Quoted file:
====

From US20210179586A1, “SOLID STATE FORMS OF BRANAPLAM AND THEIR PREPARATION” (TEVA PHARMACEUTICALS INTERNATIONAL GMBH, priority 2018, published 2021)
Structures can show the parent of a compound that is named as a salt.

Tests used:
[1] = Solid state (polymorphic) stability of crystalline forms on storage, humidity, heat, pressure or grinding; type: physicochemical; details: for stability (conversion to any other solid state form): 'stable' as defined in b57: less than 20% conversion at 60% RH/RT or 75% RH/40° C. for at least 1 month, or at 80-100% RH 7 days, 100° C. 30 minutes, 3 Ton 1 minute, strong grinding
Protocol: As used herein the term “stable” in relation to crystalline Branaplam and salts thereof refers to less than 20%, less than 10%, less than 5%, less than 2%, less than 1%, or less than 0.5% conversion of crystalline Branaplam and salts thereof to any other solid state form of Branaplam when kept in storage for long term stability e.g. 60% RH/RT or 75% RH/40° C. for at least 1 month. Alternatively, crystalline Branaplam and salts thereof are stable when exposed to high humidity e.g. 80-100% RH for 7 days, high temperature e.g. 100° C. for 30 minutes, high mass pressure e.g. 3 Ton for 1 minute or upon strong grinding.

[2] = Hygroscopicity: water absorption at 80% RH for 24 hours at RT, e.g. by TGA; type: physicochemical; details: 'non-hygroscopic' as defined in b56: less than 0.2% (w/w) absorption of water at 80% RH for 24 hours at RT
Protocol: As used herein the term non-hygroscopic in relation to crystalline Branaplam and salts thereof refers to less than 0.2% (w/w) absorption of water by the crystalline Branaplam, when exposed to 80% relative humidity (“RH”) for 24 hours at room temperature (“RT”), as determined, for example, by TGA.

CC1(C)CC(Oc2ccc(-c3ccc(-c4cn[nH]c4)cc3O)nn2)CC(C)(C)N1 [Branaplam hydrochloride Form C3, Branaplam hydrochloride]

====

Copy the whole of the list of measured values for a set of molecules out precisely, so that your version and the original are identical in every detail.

From US20210179586A1, “SOLID STATE FORMS OF BRANAPLAM AND THEIR PREPARATION” (TEVA PHARMACEUTICALS INTERNATIONAL GMBH, priority 2018, published 2021)
Structures can show the parent of a compound that is named as a salt.

Tests used:
[1] = Solid state (polymorphic) stability of crystalline forms on storage, humidity, heat, pressure or grinding; type: physicochemical; details: for stability (conversion to any other solid state form): 'stable' as defined in b57: less than 20% conversion at 60% RH/RT or 75% RH/40° C. for at least 1 month, or at 80-100% RH 7 days, 100° C. 30 minutes, 3 Ton 1 minute, strong grinding
Protocol: As used herein the term “stable” in relation to crystalline Branaplam and salts thereof refers to less than 20%, less than 10%, less than 5%, less than 2%, less than 1%, or less than 0.5% conversion of crystalline Branaplam and salts thereof to any other solid state form of Branaplam when kept in storage for long term stability e.g. 60% RH/RT or 75% RH/40° C. for at least 1 month. Alternatively, crystalline Branaplam and salts thereof are stable when exposed to high humidity e.g. 80-100% RH for 7 days, high temperature e.g. 100° C. for 30 minutes, high mass pressure e.g. 3 Ton for 1 minute or upon strong grinding.

[2] = Hygroscopicity: water absorption at 80% RH for 24 hours at RT, e.g. by TGA; type: physicochemical; details: 'non-hygroscopic' as defined in b56: less than 0.2% (w/w) absorption of water at 80% RH for 24 hours at RT
Protocol: As used herein the term non-hygroscopic in relation to crystalline Branaplam and salts thereof refers to less than 0.2% (w/w) absorption of water by the crystalline Branaplam, when exposed to 80% relative humidity (“RH”) for 24 hours at room temperature (“RT”), as determined, for example, by TGA.

CC1(C)CC(Oc2ccc(-c3ccc(-c4cn[nH]c4)cc3O)nn2)CC(C)(C)N1 [Branaplam hydrochloride Form C3, Branaplam hydrochloride]